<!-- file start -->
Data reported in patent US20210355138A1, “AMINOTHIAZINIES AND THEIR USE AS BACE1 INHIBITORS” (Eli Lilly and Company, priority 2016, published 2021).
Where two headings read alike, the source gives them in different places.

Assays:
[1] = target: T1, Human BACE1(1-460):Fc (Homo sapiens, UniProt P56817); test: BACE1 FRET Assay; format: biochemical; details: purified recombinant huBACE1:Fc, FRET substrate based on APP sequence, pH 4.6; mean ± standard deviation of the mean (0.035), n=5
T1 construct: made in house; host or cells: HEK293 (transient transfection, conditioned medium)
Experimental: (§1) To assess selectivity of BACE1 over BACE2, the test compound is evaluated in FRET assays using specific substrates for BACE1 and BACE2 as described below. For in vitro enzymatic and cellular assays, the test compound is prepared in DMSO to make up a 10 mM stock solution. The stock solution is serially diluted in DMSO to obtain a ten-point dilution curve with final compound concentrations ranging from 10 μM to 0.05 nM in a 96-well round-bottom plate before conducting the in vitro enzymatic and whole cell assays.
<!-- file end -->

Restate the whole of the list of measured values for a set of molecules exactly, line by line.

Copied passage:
Data reported in patent US20210355138A1, “AMINOTHIAZINIES AND THEIR USE AS BACE1 INHIBITORS” (Eli Lilly and Company, priority 2016, published 2021).
Where two headings read alike, the source gives them in different places.

Assays:
[1] = target: T1, Human BACE1(1-460):Fc (Homo sapiens, UniProt P56817); test: BACE1 FRET Assay; format: biochemical; details: purified recombinant huBACE1:Fc, FRET substrate based on APP sequence, pH 4.6; mean ± standard deviation of the mean (0.035), n=5
T1 construct: made in house; host or cells: HEK293 (transient transfection, conditioned medium)
Experimental: (§1) To assess selectivity of BACE1 over BACE2, the test compound is evaluated in FRET assays using specific substrates for BACE1 and BACE2 as described below. For in vitro enzymatic and cellular assays, the test compound is prepared in DMSO to make up a 10 mM stock solution. The stock solution is serially diluted in DMSO to obtain a ten-point dilution curve with final compound concentrations ranging from 10 μM to 0.05 nM in a 96-well round-bottom plate before conducting the in vitro enzymatic and whole cell assays.